I would highly recommend that the provider working with post-concussion dizziness complete specialized training that addresses the nature of concussion/brain injury and reviews appropriate treatment protocols. I cannot stress enough the importance of having a multidisciplinary team of clinicians overseeing the treatment, management and rehabilitation of patients to ensure the patient is receiving the best care for his or her injury.   

 

Shelly Massingale is the senior director of Banner Concussion Services in Arizona and Colorado. She is a physical therapist and has been a specialist in vestibular and balance therapy for the past 22 years. Shelly has focused her treatment and research primarily in mild traumatic brain injury since 2013 and has lectured nationally and internationally on evaluation and treatment of vestibular and balance deficits related to mild traumatic brain injury.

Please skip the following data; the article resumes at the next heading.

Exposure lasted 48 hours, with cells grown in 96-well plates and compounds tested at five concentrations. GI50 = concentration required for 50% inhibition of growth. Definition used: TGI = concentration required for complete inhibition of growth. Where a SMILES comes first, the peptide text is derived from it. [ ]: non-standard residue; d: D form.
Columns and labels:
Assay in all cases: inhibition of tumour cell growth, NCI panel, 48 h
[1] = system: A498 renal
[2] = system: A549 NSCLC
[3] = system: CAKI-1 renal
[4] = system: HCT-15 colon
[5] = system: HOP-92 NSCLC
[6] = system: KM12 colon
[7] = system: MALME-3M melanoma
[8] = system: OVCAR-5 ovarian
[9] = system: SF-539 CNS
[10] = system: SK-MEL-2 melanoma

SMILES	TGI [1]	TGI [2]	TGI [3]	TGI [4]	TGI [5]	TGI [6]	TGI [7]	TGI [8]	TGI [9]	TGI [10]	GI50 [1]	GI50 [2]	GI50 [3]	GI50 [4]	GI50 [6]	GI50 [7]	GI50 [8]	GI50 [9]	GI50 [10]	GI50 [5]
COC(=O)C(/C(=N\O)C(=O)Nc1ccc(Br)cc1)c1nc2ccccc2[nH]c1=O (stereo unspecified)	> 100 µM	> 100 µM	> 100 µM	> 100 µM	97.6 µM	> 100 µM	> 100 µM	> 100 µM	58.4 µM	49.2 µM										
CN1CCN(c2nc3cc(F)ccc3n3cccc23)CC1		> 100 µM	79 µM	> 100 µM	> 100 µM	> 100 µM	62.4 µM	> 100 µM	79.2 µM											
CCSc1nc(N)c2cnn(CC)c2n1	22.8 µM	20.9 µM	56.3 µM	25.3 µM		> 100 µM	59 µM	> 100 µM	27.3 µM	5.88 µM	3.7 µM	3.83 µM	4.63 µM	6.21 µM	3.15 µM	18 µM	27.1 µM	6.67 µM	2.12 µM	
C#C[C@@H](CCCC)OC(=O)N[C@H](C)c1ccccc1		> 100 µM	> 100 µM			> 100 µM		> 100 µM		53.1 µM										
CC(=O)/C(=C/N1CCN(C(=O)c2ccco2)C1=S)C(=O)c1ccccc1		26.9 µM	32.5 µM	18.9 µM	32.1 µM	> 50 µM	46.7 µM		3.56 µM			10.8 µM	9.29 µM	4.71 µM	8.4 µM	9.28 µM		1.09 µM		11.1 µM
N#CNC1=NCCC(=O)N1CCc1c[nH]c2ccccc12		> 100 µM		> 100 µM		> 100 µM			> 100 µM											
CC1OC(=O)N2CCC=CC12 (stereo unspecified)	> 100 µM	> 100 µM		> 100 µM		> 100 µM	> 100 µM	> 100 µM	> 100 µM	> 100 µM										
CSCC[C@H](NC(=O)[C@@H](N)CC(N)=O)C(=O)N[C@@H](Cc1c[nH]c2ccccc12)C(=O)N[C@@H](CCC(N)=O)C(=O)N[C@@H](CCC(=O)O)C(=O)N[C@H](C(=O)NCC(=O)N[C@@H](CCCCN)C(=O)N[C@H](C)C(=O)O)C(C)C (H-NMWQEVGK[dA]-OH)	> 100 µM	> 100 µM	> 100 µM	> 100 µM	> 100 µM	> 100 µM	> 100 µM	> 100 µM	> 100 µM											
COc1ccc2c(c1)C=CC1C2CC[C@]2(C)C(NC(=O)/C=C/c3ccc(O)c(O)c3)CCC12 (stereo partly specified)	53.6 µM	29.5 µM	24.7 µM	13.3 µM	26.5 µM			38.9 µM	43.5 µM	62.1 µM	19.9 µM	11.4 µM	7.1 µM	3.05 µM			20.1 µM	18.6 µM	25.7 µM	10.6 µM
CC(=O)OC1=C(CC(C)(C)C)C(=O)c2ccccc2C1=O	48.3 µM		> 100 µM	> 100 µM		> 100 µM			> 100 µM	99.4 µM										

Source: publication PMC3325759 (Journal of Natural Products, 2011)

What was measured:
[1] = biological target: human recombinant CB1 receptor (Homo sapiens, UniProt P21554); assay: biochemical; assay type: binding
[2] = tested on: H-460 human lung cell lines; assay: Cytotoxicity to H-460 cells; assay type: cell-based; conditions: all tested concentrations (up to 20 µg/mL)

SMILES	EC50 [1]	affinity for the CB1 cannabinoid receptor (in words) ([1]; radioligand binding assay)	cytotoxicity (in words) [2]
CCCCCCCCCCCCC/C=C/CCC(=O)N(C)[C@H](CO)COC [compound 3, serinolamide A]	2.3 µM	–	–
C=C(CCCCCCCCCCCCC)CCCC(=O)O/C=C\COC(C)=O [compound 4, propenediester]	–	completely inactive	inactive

The Medicare Audiologist Access and Services Act

The Medicare Audiologist Access and Services Act

Issue Brief

Representatives Tom Rice (R-SC), Matt Cartwright (D-PA), Mark Meadows (R-NC), Ralph Norman (R-SC), Mike Kelly (R-PA), Jan Shakowsky (D-IL), Brad Schneider (D-IL), Ann Kuster (D-NH), Gus Bilirakis (R-FL), and Lisa Blunt-Rochester (D-DE) introduced H.R. 4056 on July 25, 2019. This legislation has been endorsed by the American Academy of Audiology, the American Speech-Language-Hearing Association, the Academy of Doctors of Audiology and the Hearing Loss Association of America. On September 9, 2019, U.S. Senators Elizabeth Warren (D-MA), Rand Paul (R-KY), Sherrod Brown (D-OH), and Roger F. Wicker (R-MS) introduced an identical companion bill in the Senate (S. 2446).